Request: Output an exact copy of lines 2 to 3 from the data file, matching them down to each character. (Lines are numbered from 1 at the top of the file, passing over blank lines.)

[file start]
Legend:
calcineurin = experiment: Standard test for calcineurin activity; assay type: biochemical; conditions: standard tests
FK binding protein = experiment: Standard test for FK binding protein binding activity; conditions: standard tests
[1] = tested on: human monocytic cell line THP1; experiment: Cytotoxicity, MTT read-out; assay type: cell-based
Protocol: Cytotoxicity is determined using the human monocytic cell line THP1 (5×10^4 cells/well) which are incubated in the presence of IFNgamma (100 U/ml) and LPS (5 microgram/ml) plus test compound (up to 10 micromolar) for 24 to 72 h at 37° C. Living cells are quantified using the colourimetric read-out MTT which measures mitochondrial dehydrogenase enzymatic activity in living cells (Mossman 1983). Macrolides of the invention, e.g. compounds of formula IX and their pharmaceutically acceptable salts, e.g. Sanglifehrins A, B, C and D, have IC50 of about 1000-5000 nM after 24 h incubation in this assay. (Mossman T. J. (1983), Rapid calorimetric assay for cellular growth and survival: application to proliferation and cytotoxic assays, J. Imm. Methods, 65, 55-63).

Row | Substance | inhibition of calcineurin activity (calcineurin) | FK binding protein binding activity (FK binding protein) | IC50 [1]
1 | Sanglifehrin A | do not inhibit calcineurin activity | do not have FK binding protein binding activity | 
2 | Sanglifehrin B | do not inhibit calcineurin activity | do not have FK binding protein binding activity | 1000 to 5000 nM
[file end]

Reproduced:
calcineurin = experiment: Standard test for calcineurin activity; assay type: biochemical; conditions: standard tests
FK binding protein = experiment: Standard test for FK binding protein binding activity; conditions: standard tests